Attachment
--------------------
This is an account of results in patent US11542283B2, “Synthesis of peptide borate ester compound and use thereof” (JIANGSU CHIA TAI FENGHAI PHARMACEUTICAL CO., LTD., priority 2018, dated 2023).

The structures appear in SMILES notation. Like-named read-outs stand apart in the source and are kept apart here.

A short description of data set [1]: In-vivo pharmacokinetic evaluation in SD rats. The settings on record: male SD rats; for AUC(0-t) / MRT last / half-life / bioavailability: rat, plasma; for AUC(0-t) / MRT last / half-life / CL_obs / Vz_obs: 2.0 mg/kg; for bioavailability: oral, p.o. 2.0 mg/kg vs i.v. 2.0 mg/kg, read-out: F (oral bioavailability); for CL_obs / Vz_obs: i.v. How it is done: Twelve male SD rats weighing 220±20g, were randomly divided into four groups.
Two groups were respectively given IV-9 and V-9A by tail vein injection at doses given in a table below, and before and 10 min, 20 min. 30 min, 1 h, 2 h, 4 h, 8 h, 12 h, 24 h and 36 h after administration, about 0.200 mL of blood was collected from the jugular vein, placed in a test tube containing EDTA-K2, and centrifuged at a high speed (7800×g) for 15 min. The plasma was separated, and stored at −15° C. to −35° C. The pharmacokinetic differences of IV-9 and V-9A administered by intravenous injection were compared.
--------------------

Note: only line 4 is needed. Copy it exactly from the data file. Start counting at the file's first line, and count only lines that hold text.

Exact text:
Two groups were respectively given IV-9 and V-9A by tail vein injection at doses given in a table below, and before and 10 min, 20 min. 30 min, 1 h, 2 h, 4 h, 8 h, 12 h, 24 h and 36 h after administration, about 0.200 mL of blood was collected from the jugular vein, placed in a test tube containing EDTA-K2, and centrifuged at a high speed (7800×g) for 15 min. The plasma was separated, and stored at −15° C. to −35° C. The pharmacokinetic differences of IV-9 and V-9A administered by intravenous injection were compared.